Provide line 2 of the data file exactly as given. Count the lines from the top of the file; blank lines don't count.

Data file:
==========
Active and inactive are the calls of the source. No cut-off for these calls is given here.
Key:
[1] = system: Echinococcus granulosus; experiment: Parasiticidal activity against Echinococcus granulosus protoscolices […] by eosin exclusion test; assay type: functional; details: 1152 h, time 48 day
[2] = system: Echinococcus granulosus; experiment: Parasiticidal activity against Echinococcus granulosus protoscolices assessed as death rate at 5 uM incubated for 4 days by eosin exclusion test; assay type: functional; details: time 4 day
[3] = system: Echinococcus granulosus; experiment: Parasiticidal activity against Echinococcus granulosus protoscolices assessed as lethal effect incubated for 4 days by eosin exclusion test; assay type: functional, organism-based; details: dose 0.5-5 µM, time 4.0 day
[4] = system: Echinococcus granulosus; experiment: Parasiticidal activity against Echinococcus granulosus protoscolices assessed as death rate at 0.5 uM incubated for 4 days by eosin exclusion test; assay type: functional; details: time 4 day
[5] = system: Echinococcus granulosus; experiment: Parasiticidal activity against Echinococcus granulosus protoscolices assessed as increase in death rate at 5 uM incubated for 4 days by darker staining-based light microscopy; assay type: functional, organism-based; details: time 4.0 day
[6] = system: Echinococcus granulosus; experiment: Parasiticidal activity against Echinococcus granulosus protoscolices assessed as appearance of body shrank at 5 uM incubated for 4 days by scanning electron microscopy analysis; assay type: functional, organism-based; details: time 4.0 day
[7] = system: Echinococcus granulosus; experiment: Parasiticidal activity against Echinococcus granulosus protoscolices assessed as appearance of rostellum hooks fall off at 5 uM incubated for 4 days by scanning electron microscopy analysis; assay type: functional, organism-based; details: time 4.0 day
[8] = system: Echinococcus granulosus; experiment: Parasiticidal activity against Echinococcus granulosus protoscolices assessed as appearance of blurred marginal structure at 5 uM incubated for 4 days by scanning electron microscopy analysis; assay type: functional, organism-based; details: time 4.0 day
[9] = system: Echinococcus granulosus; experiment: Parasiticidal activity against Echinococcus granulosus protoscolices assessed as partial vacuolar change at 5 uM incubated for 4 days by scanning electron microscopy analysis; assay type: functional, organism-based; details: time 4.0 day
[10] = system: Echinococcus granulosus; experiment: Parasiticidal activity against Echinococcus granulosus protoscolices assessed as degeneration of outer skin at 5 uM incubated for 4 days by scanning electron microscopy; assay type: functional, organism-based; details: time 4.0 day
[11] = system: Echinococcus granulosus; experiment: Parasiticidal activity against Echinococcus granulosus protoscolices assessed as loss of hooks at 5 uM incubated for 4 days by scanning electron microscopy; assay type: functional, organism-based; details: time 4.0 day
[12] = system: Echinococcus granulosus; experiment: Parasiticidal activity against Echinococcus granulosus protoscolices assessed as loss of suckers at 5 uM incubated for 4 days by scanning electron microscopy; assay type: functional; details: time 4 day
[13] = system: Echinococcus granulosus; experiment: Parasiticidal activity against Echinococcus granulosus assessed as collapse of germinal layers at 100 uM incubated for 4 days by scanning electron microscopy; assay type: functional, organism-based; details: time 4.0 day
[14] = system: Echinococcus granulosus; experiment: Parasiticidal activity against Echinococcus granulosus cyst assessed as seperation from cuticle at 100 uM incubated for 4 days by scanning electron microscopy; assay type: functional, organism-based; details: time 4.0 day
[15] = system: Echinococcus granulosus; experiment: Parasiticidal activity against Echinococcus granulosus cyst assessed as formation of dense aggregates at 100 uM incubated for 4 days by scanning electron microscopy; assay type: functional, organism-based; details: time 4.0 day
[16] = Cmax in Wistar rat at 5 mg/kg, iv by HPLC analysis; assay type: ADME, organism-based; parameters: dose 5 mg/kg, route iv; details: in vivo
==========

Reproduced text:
Key: